Citizens Advice in Rochdale said it dealt with 158 people in the last two years with bailiff issues, including one person who had a £44 debt, to which a £75 compliance charge was added and £235 for “enforcement action”.

Jonathan Yates, Chief Officer at Citizens Advice Rochdale, said: “The government must step in and regulate the industry to prevent people suffering at the hands of bailiffs who flout the rules.

“It beggars’ belief an industry that can cause so much damage is not properly policed by a regulator.”

This story was also covered in the Oldham Evening Chronicle and radio station Revolution 96.2.

In other news

Campaigners say new laws going through parliament will not go far enough to stamp out all hidden fees and charges for renters.

The homeless population in Britain has risen to 320,000.

A bank customer lost thousands in a scam, despite the fraudster getting one of her security questions wrong.

 


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Ofgem supplier licensing proposals “would significantly tighten the rules”, says Citizens Advice

Friday 23 November 2018

Citizens Advice, in its role as the official consumer champion for energy, has responded to Ofgem’s consultation proposing tighter licensing rules for firms wishing to enter the energy supply market.

Gillian Guy, Chief Executive of Citizens Advice, said:

“Today’s proposals would significantly tighten the rules on firms that want to enter the energy supply market. For too long, firms that are unprepared, financially unsustainable or both have been able get a license and start operating as a supplier.

“Ultimately it’s consumers who suffer when unprepared energy companies are able to enter the market. Many customers suffer with poor customer service, long waits on the phone and inaccurate bills. And everyone pays the price, through their bills, when weak suppliers fail.  The collapse of GB Energy cost consumers £14m in total.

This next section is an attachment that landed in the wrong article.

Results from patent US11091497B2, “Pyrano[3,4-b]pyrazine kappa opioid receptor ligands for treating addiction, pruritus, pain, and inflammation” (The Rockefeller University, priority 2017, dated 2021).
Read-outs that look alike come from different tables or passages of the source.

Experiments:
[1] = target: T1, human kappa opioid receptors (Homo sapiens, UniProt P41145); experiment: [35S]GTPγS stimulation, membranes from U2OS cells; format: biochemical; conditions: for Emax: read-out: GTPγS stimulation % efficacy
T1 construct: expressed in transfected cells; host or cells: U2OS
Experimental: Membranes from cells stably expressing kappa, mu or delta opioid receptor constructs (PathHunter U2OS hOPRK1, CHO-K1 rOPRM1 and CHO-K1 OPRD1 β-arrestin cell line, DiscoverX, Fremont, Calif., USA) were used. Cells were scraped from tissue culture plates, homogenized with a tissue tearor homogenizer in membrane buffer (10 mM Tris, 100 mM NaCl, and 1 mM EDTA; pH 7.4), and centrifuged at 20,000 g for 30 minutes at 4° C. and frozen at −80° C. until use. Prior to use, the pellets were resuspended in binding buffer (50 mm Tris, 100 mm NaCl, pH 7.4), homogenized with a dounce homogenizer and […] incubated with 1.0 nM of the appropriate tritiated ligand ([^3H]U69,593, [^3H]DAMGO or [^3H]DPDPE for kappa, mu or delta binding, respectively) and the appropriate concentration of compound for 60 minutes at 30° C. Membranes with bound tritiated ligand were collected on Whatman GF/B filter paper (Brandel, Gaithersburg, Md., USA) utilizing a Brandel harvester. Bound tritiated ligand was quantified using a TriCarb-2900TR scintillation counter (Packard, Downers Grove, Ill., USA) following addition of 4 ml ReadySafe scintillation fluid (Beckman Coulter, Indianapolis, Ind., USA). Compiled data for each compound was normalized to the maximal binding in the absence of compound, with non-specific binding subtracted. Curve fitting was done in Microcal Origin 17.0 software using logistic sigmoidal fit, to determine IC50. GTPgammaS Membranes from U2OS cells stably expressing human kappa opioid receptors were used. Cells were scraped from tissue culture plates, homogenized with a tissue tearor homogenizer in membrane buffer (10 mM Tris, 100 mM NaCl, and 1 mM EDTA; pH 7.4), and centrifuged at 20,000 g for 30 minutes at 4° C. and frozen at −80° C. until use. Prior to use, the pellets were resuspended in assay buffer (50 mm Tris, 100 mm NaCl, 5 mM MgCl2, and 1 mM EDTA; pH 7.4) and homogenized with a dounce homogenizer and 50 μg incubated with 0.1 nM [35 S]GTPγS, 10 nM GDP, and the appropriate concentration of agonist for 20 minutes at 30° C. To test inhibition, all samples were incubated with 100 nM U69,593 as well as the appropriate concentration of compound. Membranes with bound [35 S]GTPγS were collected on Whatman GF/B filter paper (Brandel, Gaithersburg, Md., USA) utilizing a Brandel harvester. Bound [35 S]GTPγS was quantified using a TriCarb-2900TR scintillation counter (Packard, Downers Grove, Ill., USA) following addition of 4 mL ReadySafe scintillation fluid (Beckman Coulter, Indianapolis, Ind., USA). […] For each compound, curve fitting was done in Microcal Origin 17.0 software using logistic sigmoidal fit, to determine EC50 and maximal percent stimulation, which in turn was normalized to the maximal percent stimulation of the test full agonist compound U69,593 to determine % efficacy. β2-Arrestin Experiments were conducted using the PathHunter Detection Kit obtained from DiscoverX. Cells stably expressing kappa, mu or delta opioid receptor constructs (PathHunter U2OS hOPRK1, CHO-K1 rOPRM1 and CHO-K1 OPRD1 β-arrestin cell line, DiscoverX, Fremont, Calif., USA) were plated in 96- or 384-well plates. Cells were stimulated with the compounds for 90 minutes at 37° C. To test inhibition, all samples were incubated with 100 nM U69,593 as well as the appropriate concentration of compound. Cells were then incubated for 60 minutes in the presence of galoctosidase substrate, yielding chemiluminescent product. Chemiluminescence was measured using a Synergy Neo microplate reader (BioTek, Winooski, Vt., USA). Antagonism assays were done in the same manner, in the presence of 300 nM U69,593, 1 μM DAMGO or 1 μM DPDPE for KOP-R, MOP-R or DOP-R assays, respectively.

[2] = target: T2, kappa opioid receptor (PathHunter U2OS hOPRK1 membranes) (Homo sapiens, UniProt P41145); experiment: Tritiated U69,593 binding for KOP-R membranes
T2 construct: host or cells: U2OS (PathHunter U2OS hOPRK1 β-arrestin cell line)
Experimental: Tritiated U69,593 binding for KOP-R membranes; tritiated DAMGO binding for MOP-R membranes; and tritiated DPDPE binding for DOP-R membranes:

“While the proposed new rules will protect consumers from unfit firms getting a license in the future, there are still poorly performing suppliers operating now. Ofgem must take appropriate steps to remove these firms from the market.”


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Mobile and broadband providers found overcharging customers “yet again”, Citizens Advice says

Friday 23 November 2018

Citizens Advice has responded to Ofcom’s announcement today that EE and Virgin Media will be fined for overcharging their customers who have ended their contracts early.

Gillian Guy, Chief Executive of Citizens Advice, said:

“Yet again mobile and broadband companies have been caught overcharging their customers. Anyone who has been affected by this deserves a refund.

“Our own research exposed mobile providers for knowingly overcharging customers for phones they already own by £500 million.

“This is another in a long line of failings in the mobile and broadband industry – we need an independent consumer champion to stick up for customers and stop this from happening.”


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CAB News 16 November 2018

Friday 16 November 2018

EE and Virgin Media have been fined £13.3m by the Telecoms regulator for overcharging customers wanting to leave broadband and phone contracts early. We are issuing a response to this.

In other top news, our post research continues to receive media coverage and, a study commissioned by Gateshead Council shows universal credit is bad for health and wellbeing.

National

Post

Can the Post Office really plug the gap as bank branches are shut down?

Which? (Web), 16/11/2018, Unattributed

The UK has lost two-thirds of its bank branches in the past 30 years, sparking warnings that communities are losing access to mainstream financial services.

Gillian Guy said: ‘Research from Which? echoes our own – we also found relatively few people know post offices provide basic banking services. And of those who did know, only about one in two said they’re using them. We want the government, the Post Office and banks to raise awareness, and help improve the banking services post offices offer, to ensure they meet consumer needs.

The issue has also been covered by the Yorkshire Post.

Debt

Promise to curb rogue bailiffs after MP tells of disabled woman’s ordeal

The Guardian, 14/11/2018, p18, Peter Walker